History, ICT, and Learning in the Secondary School

By Terry Haydn; Christine Counsell | Go to book overview

4

Building learning packages

Integrating virtual resources with the real world of teaching and learning

Ben Walsh


From software solutions to learning packages

At the time of writing, in late 2001, it is possible to say with some confidence that history teachers all over the UK are thinking about how to use ICT in their lessons. No longer is ICT the preserve of a minority of skilful pioneers and enthusiasts. Whether through external coercion and the imperatives of a development plan, through guilt and resignation or through genuine enthusiasm and curiosity, history teachers everywhere are aware that ICT can no longer be ignored as a major player in making pupils' historical learning happen. The changing work and priorities of the secondary committee of the Historical Association are evidence of this. Ten years ago, the Historical Association advisory body for educational technology (HABET) did pioneering work and produced some seminal publications (e.g. HABET 1992), but many teachers had not heard of HABET and were unaware of these publications. Now, entire issues of Teaching History, the HA's journal for secondary teachers, are regularly devoted to ICT. Even in the non-ICT issues references to computers and related technology abound in over half the articles. This is happening because teachers communicate with their subject association to say what they want. More teachers now want to know what the pioneers have been up to and how the experienced ICT users are integrating the latest technology with history's other teaching and learning agendas.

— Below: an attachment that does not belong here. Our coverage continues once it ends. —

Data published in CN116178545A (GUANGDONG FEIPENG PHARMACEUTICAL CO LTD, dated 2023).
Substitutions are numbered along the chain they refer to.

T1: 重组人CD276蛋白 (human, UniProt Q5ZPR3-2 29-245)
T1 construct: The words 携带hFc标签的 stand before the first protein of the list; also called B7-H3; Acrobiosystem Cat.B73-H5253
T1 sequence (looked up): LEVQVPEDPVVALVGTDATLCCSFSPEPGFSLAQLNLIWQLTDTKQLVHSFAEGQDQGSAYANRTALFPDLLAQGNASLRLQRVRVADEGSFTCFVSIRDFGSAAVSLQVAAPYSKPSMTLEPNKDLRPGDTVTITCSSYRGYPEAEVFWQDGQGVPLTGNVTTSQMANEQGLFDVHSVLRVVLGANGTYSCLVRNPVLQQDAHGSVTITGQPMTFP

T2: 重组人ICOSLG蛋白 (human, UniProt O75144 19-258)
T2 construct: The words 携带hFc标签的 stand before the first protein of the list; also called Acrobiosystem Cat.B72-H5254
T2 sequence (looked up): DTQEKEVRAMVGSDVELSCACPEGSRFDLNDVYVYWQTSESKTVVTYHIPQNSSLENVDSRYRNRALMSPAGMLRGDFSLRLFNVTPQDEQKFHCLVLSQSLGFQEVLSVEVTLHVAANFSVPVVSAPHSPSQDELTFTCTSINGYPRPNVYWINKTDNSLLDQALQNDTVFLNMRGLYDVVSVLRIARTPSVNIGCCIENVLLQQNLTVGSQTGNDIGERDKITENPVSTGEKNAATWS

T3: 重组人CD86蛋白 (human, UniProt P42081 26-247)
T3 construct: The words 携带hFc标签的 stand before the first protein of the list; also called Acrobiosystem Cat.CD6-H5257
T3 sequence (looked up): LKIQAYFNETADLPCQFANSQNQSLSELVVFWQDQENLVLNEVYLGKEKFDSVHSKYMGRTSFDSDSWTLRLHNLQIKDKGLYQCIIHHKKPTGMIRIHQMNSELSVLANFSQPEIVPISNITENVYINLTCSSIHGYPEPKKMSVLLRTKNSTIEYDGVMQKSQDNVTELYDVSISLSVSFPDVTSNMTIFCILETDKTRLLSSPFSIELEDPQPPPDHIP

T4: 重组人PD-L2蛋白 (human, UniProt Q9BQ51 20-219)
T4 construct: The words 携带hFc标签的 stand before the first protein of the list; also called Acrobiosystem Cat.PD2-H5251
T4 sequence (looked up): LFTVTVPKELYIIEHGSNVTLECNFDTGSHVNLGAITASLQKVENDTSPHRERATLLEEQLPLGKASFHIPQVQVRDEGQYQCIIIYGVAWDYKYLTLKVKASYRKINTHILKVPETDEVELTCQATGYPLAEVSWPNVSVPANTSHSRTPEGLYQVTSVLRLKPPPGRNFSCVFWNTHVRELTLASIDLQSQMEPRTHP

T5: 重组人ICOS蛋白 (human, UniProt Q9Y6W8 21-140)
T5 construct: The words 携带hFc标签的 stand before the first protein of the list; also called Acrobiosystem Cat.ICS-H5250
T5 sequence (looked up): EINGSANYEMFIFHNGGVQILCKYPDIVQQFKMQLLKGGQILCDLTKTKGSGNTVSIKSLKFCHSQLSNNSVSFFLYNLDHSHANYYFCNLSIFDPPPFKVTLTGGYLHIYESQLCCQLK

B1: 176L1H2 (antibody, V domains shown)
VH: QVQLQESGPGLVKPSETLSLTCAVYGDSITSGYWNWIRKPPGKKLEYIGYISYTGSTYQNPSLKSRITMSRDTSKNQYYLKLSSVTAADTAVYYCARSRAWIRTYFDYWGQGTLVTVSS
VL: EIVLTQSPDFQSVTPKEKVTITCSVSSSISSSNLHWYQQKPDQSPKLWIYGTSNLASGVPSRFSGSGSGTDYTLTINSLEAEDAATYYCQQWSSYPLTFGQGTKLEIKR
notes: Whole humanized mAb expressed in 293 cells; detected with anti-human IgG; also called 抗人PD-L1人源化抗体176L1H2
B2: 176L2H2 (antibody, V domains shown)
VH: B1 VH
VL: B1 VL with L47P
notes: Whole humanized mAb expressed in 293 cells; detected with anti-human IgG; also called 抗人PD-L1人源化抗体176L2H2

They are also flocking to hands-on professional development sessions. Again, what is interesting is that it is now the novices who are arriving at these training sessions - not just the keen classroom computer users. Few teachers now are novices in the use of ICT itself, but very many are novices in getting pupils to use it for some specific learning purpose within planned history lessons (Bardwell and Easdown 1999). In other words, they want to know how it can be used within a teaching

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History, ICT, and Learning in the Secondary School
Table of contents

Table of contents

  • Title Page iii
  • Contents v
  • Illustrations vii
  • Tables ix
  • Introduction 1
  • 1 - Computers and History 11
  • 2 - The Use of ICT for Teaching History: Slow Growth, Some Green Shoots 38
  • 3 - The Forgotten Games Kit 52
  • 4 - Building Learning Packages 109
  • 5 - Relating the General to the Particular 134
  • 6 - ICT + Maps 152
  • 7 - Using ICT to Develop Historical Understanding and Skills 176
  • 8 - What Do They Do with the Information? 192
  • 9 - Getting Started in History and ICT 225
  • 10 - History, ICT and Learning 2002-10 249
  • Index 261
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